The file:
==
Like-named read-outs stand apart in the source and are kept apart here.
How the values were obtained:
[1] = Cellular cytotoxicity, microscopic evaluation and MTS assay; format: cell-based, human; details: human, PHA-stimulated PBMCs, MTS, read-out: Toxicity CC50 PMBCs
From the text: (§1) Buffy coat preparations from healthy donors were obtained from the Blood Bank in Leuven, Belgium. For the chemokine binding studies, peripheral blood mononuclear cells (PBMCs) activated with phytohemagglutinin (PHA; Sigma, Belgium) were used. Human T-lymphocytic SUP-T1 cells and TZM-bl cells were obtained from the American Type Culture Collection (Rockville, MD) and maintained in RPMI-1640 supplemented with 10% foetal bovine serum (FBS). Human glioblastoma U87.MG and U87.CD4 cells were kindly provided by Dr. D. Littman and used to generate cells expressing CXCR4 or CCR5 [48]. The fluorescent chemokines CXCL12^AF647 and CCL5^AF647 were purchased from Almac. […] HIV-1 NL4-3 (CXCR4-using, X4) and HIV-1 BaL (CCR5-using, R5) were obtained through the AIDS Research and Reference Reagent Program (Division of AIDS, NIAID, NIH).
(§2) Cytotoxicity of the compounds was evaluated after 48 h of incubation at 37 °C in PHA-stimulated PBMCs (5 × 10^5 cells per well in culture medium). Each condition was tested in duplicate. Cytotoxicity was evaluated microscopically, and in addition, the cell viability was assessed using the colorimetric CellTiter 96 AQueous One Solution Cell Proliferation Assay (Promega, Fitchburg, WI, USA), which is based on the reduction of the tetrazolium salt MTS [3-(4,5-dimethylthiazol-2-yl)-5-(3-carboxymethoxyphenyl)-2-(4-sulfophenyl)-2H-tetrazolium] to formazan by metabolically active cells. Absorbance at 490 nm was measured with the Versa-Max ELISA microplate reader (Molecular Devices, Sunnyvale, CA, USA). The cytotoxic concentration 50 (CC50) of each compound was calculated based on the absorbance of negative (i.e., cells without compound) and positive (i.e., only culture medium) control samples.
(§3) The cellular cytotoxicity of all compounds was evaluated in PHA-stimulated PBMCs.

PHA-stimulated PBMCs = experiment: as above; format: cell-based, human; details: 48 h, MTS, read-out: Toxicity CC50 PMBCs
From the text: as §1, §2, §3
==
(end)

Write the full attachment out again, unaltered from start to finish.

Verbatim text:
Like-named read-outs stand apart in the source and are kept apart here.
How the values were obtained:
[1] = Cellular cytotoxicity, microscopic evaluation and MTS assay; format: cell-based, human; details: human, PHA-stimulated PBMCs, MTS, read-out: Toxicity CC50 PMBCs
From the text: (§1) Buffy coat preparations from healthy donors were obtained from the Blood Bank in Leuven, Belgium. For the chemokine binding studies, peripheral blood mononuclear cells (PBMCs) activated with phytohemagglutinin (PHA; Sigma, Belgium) were used. Human T-lymphocytic SUP-T1 cells and TZM-bl cells were obtained from the American Type Culture Collection (Rockville, MD) and maintained in RPMI-1640 supplemented with 10% foetal bovine serum (FBS). Human glioblastoma U87.MG and U87.CD4 cells were kindly provided by Dr. D. Littman and used to generate cells expressing CXCR4 or CCR5 [48]. The fluorescent chemokines CXCL12^AF647 and CCL5^AF647 were purchased from Almac. […] HIV-1 NL4-3 (CXCR4-using, X4) and HIV-1 BaL (CCR5-using, R5) were obtained through the AIDS Research and Reference Reagent Program (Division of AIDS, NIAID, NIH).
(§2) Cytotoxicity of the compounds was evaluated after 48 h of incubation at 37 °C in PHA-stimulated PBMCs (5 × 10^5 cells per well in culture medium). Each condition was tested in duplicate. Cytotoxicity was evaluated microscopically, and in addition, the cell viability was assessed using the colorimetric CellTiter 96 AQueous One Solution Cell Proliferation Assay (Promega, Fitchburg, WI, USA), which is based on the reduction of the tetrazolium salt MTS [3-(4,5-dimethylthiazol-2-yl)-5-(3-carboxymethoxyphenyl)-2-(4-sulfophenyl)-2H-tetrazolium] to formazan by metabolically active cells. Absorbance at 490 nm was measured with the Versa-Max ELISA microplate reader (Molecular Devices, Sunnyvale, CA, USA). The cytotoxic concentration 50 (CC50) of each compound was calculated based on the absorbance of negative (i.e., cells without compound) and positive (i.e., only culture medium) control samples.
(§3) The cellular cytotoxicity of all compounds was evaluated in PHA-stimulated PBMCs.

PHA-stimulated PBMCs = experiment: as above; format: cell-based, human; details: 48 h, MTS, read-out: Toxicity CC50 PMBCs
From the text: as §1, §2, §3